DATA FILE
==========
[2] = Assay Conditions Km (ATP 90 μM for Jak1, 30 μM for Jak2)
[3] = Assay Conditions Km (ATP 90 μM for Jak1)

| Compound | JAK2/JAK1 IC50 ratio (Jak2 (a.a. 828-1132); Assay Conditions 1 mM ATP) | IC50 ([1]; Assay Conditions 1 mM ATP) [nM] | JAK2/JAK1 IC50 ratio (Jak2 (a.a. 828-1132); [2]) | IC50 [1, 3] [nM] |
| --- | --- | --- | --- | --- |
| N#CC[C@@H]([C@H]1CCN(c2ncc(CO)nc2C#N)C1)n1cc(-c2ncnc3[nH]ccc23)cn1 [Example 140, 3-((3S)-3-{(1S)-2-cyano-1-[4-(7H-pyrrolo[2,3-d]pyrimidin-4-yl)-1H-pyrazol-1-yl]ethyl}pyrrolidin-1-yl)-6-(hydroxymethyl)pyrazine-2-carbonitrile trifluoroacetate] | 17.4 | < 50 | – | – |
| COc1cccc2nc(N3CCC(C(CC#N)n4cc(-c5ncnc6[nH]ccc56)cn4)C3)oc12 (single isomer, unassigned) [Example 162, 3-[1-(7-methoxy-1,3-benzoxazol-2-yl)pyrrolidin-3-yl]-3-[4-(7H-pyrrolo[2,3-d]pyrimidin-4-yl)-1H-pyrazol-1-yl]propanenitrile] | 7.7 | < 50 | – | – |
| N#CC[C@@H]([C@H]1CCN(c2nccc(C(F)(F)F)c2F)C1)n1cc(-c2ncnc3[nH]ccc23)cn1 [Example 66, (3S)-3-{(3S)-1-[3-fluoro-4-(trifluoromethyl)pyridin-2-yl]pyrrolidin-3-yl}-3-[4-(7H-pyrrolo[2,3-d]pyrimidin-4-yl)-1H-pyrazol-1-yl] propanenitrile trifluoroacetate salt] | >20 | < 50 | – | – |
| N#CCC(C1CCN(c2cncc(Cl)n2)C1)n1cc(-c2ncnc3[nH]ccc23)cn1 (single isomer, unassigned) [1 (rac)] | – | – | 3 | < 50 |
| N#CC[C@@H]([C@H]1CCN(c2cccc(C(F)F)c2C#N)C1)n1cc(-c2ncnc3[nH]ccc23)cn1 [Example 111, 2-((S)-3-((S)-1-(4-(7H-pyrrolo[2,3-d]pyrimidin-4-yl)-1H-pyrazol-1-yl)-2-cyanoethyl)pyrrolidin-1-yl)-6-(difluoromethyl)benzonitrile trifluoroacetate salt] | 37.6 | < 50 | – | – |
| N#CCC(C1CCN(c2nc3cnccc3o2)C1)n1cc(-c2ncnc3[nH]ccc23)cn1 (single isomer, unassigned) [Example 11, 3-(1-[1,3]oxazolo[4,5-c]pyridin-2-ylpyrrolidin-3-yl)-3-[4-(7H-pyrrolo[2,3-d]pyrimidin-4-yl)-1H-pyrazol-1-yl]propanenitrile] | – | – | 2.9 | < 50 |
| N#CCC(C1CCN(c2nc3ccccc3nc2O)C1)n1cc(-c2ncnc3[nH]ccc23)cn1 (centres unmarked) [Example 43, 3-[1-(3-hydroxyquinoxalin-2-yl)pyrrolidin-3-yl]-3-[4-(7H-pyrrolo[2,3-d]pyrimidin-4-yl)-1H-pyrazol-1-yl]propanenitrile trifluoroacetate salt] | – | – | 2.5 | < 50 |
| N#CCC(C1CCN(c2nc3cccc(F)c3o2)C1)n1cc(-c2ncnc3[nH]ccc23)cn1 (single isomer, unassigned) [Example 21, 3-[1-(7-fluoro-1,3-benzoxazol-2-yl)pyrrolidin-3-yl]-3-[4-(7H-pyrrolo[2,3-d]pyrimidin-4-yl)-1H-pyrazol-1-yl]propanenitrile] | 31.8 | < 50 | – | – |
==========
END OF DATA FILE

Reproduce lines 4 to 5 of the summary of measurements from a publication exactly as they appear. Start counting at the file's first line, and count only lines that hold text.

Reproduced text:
| --- | --- | --- | --- | --- |
| N#CC[C@@H]([C@H]1CCN(c2ncc(CO)nc2C#N)C1)n1cc(-c2ncnc3[nH]ccc23)cn1 [Example 140, 3-((3S)-3-{(1S)-2-cyano-1-[4-(7H-pyrrolo[2,3-d]pyrimidin-4-yl)-1H-pyrazol-1-yl]ethyl}pyrrolidin-1-yl)-6-(hydroxymethyl)pyrazine-2-carbonitrile trifluoroacetate] | 17.4 | < 50 | – | – |